A motion to dismiss under Rule 12(b)(6) challenges a complaint for failure to state a claim upon which relief may be granted. Fed. R. Civ. P. 12(b)(6); Gen. Elec. Capital Corp. v. Lease Resolution Corp., 128 F.3d 1074, 1080 (7th Cir. 1997). In ruling on a motion to dismiss, the court accepts as true all well-pleaded facts in the plaintiff's complaint and draws all reasonable inferences from those facts in the plaintiff's favor. Dixon v. Page, 291 F.3d 485, 486 (7th Cir. 2002). In order to survive a Rule 12(b)(6) motion, the complaint must not only provide the defendant with fair notice of the claim's basis, but must also establish that the requested relief is plausible on its face. Ashcroft v. Iqbal, 556 U.S. 622, 687, 129 S. Ct. 1937, 173 L. Ed. 2d 868 (2009); see also Bell Atl. Corp. v. Twombly, 550 U.S. 544, 555, 127 S. Ct. 1955, 167 L. Ed. 2d 929 (2007). The allegations in the complaint must be "enough to raise a right of relief above the speculative level." Twombly, 550 U.S. at 555. At the same time, the plaintiff need not plead legal theories. Hatmaker v. Mem'l Med. Ctr., 619 F.3d 741, 743 (7th Cir. 2010). Rather, it is the facts that count.


Leading Edge and Capital One argue that the complaint must be dismissed for lack of subject matter jurisdiction because plaintiffs have not established "injury in fact," a requirement for standing under Article III. Leading Edge argues that, in the alternative, plaintiffs' complaint must be dismissed under Rule 12(b)(6) for failure to state a claim.

I. Article III Standing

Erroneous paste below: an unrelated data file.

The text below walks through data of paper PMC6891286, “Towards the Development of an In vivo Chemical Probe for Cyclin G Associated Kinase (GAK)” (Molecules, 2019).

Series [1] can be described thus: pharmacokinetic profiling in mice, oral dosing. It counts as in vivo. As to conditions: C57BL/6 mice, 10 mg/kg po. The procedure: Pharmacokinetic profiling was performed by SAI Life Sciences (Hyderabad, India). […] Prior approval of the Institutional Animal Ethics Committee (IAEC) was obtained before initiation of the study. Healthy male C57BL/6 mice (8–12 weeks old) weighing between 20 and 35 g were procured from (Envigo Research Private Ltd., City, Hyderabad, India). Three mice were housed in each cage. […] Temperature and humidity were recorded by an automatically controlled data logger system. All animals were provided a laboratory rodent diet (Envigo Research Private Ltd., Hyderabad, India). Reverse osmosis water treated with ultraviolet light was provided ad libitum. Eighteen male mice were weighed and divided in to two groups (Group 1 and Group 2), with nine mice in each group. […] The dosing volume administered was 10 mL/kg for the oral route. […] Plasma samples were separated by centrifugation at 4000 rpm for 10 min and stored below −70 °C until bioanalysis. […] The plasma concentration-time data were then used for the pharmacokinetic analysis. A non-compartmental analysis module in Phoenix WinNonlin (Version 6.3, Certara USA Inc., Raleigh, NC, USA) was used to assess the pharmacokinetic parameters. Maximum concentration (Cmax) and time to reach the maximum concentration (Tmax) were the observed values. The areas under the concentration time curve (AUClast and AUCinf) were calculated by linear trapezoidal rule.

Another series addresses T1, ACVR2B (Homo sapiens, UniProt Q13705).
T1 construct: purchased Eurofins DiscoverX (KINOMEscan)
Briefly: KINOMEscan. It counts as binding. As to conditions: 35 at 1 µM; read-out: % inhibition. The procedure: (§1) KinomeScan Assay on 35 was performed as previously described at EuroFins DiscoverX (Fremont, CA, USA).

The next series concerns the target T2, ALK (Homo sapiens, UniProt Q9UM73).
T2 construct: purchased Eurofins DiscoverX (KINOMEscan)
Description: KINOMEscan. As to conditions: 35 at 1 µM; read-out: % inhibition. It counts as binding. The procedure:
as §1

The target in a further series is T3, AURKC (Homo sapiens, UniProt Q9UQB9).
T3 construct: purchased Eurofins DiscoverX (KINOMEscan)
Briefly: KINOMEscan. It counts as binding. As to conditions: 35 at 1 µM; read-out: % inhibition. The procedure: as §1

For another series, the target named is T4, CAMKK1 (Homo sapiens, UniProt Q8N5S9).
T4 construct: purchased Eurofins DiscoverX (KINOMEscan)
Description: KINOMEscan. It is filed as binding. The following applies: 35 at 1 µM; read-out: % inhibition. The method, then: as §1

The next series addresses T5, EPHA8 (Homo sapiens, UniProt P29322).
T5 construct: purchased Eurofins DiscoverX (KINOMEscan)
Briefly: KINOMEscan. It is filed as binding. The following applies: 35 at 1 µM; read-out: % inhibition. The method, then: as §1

To have Article III standing, plaintiffs must allege (1) an injury in fact, (2) a causal connection between the injury and the conduct complained of, and (3) a likelihood that the injury will be redressed by a favorable decision. See, e.g., Lujan v. Defenders of Wildlife, 504 U.S. 555, 560, 112 S. Ct. 2130, 119 L. Ed. 2d 351 (1992). An injury in fact is "an invasion of a legally protected interest which is (a) concrete and particularized, and (b) actual or imminent, not conjectural or hypothetical." Id. (citations and quotations omitted). Such an injury may exist by virtue of a violation of statutorily-created legal rights, so long as the plaintiff is within the class of persons who are given a statutory right to relief and alleges a "distinct and palpable injury to himself." Warth v. Seldin, 422 U.S. 490, 501, 95 S. Ct. 2197, 45 L. Ed. 2d 343 (1975); see also Summers v. Earth Island Inst., 555 U.S. 488, 497, 129 S. Ct. 1142, 173 L. Ed. 2d 1 (2009) (although Congress can create procedural rights, Article III still requires the party bringing suit to show that the action "injures him in a concrete and personal way" (citation omitted)). A plaintiff need not suffer a substantial injury in order to establish Article III standing, however. See, e.g., Am. Bottom Conservancy v. U.S. Army Corps of Eng'rs, 650 F.3d 652, 656 (7th Cir. 2011) ("The magnitude, as distinct from the directness, of the injury is not critical to the concerns that underlie the requirement of standing."); Doe v. Cnty. of Montgomery, Ill., 41 F.3d 1156, 1159 (7th Cir. 1994) ("[A]n identifiable trifle is enough for standing to fight out a question of principle; the trifle is the basis for standing and the principle supplies the motivation." (quoting United States v. Students Challenging Regulatory Agency Procedures (SCRAP), 412 U.S. 669, 689 n.14, 93 S. Ct. 2405, 37 L. Ed. 2d 254 (1973)). Even a ...